December 12, 2017 – The Senate’s massive, middle-of-the-night, partly hand-written, redesign of the entire U.S. tax system created a huge opening for hunger.
Not an opening for efforts against hunger.
An opening for hunger itself.
“A lot of folks are going to get clobbered,” forecasts Oregon Sen. Ron Wyden, sounding groggy and gravelly as he rode to a Molalla town hall, about 14 hours after a 2 a.m. Senate vote on the bill. “Fewer people will find it possible to give to charity, and the need is going to go up.”
Aside from that, it’s a tremendous advance.
To pay for hacking the corporate tax rate from 35 percent to 20 percent, for cutting taxes on high incomes and for slashing taxes on multimillion-dollar inheritances – and pretending that the package will only increase the national debt by a trillion dollars – the bill lands in various ways on the middle class, raising the personal exemption but cutting itemized deductions. And to make the math work – or to pretend the math works – the low-income cuts are temporary, while the corporate and upper-income cuts are permanent.
“Most of the people we’re serving will actually see their taxes go up,” calculates Oregon Food Bank CEO Susannah Morgan. “It’s bad in the short term, and worse in the long term. I see this as being in every way hurtful to Oregonians experiencing hunger.”
As Wyden points out, more people are likely to need food help, and fewer people are likely to have the disposable income – or the charitable deductions – to let them help.
It’s a recipe for hunger.
And with the current interest in regional recipes, it naturally focuses more on certain areas. It hits particularly hard at places like Oregon with high state income taxes, which will no longer be federally deductible – although they have been deductible ever since the federal income tax was permanently enacted in 1913. So, in addition to the hits on the middle class nationally, great numbers of Oregonians will lose their largest income tax deduction.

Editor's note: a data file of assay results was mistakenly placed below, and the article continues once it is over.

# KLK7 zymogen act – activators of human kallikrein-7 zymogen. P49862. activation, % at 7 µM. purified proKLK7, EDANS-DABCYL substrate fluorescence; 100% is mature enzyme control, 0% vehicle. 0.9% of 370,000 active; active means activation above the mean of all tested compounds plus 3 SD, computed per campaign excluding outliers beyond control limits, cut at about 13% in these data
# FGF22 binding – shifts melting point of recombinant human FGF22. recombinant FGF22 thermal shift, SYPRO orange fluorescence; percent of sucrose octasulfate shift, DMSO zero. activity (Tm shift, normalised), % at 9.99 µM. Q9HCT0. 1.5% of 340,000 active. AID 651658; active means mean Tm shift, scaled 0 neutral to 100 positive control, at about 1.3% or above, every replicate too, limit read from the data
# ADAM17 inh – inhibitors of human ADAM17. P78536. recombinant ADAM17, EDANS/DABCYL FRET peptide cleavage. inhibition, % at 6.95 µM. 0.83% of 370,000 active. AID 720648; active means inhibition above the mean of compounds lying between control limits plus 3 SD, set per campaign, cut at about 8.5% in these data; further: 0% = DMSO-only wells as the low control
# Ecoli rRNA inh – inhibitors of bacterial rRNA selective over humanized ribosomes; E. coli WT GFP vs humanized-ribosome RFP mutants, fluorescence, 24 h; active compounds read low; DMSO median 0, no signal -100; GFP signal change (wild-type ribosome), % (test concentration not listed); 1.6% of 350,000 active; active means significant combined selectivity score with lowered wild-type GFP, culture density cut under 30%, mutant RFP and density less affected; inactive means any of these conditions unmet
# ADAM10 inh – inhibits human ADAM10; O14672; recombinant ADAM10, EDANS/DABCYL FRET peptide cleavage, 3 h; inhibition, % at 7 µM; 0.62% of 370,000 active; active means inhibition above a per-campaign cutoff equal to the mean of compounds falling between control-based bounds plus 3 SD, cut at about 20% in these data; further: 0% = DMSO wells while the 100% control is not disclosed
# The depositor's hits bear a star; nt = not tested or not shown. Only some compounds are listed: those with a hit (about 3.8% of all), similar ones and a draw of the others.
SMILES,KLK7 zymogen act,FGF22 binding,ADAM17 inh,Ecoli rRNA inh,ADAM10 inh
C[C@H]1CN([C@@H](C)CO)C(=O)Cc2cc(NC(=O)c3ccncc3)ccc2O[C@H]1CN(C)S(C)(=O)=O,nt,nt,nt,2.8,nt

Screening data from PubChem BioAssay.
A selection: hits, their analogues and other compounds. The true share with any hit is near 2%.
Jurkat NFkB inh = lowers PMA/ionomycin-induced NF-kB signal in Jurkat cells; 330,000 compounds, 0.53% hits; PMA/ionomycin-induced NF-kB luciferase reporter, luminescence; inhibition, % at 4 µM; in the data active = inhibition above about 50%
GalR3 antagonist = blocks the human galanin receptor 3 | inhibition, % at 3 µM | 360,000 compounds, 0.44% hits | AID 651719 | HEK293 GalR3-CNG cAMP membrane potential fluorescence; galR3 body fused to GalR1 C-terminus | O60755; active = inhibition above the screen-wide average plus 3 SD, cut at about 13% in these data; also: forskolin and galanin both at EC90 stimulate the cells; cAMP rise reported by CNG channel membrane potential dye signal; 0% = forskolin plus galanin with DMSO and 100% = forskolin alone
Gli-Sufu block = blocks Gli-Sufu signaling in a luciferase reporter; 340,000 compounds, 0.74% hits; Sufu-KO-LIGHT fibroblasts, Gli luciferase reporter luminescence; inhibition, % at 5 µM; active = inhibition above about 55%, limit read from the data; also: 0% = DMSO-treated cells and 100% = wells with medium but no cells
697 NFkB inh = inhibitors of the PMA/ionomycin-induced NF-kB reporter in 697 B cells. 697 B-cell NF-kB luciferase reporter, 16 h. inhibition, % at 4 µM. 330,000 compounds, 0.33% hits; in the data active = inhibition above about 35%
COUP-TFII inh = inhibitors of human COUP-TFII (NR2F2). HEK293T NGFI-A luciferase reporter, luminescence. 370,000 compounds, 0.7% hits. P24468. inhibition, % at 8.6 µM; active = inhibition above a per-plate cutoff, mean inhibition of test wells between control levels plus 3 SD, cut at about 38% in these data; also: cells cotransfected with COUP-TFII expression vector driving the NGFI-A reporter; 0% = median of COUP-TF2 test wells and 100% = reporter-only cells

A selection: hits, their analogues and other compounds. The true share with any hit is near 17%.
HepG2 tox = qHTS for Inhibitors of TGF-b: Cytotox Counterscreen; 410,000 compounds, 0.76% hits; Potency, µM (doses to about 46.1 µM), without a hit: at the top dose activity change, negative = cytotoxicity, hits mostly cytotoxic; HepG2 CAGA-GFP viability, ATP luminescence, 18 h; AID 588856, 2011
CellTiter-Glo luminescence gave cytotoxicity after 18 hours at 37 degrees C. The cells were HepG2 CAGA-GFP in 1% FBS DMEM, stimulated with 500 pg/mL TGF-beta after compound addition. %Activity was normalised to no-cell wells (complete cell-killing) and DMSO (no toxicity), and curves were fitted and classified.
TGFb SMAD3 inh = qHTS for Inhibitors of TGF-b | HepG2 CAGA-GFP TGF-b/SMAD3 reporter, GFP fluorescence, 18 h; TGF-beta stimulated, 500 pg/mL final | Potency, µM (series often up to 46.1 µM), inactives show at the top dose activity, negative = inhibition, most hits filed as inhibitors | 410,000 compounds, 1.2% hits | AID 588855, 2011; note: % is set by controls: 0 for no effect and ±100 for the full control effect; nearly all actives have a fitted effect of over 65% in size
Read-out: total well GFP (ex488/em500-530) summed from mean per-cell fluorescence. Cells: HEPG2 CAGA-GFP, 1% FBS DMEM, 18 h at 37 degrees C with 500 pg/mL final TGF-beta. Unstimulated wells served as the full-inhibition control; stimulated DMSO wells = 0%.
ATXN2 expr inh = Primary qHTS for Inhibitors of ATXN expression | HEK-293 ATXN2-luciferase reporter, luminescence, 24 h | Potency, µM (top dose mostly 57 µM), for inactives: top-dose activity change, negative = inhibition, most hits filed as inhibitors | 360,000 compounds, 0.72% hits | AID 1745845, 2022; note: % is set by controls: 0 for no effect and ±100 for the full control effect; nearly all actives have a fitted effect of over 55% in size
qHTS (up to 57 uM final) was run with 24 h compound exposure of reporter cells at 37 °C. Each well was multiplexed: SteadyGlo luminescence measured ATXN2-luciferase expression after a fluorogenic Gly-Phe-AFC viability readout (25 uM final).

“This is definitely going to ripple through Oregon,” explained Wyden, sounding even more gravelly. “There’s a lot of people going to get hit by a ‘double whammy.’”
And not only by the tax changes.
The Senate bill also ends the Affordable Care Act’s mandatory insurance requirement, a change that Wyden calls “a dagger in the heart of the ACA.” Over the next few years, the change is expected to leave 13 million more Americans without health insurance. Since hundreds of thousands of Oregonians gained health insurance from the ACA, this could easily triple Oregon’s whammy.
Not that the whammy is just ours. The Center on Budget and Policy Priorities, in Washington, D.C., estimates that in Oregon, the changes will increase annual insurance premiums for a family of four by an average of $1,650. Considering the huge numbers of people driven by health expenses to food pantries – and to bankruptcy court – the impact on Oregon, and the Oregon Food Bank Network, could be devastating.
And the ripples will keep rippling.
“Republicans are already saying ‘entitlement reform’ and ‘welfare reform’ are next up on the docket,” warned Wyden on the Senate floor. “But nobody should be fooled — that’s just code for attacks on Medicaid, on Medicare, on Social Security, on anti-hunger programs.”
Actually, Wyden was wrong.
There’s nothing coded about it.
House Speaker Paul Ryan has been clear that after tax cuts, in 2018 the House will be looking at cutting back Medicare, Social Security and food stamps. He’s particularly interested in states setting up work requirements for food stamps.
“We have a welfare system that’s trapping people in poverty and effectively paying people not to work,” complained Ryan, envisioning recipients refusing jobs, preferring to live large on their average $100 a month in food stamps.
Wyden’s Republican opposite on the Finance Committee, Chairman Orrin Hatch, has also been clear on the next steps. Explaining the delay in renewing the Children’s Health Insurance Program – covering 9 million kids across America and 80,000 in Oregon – the supporter of the huge new tax cut explained, “The reason CHIP’s having trouble is we don’t have any money anymore.”
Besides, “I have a rough time wanting to spend billions and billions and trillions of trillions of dollars to help people who won’t help themselves, won’t lift a finger, and expect the federal government to do everything,”
Susannah Morgan has some trouble recognizing this description of the people coming to Oregon food pantries.
Softly she explains, “That’s not my truth. The people experiencing hunger in Oregon are too old, too young or already working. I have never met harder-working people than in food pantry lines.”
A huge number of working-age Oregonians getting food assistance, or food stamps, are already working.
Now, they’re in line to get worked over.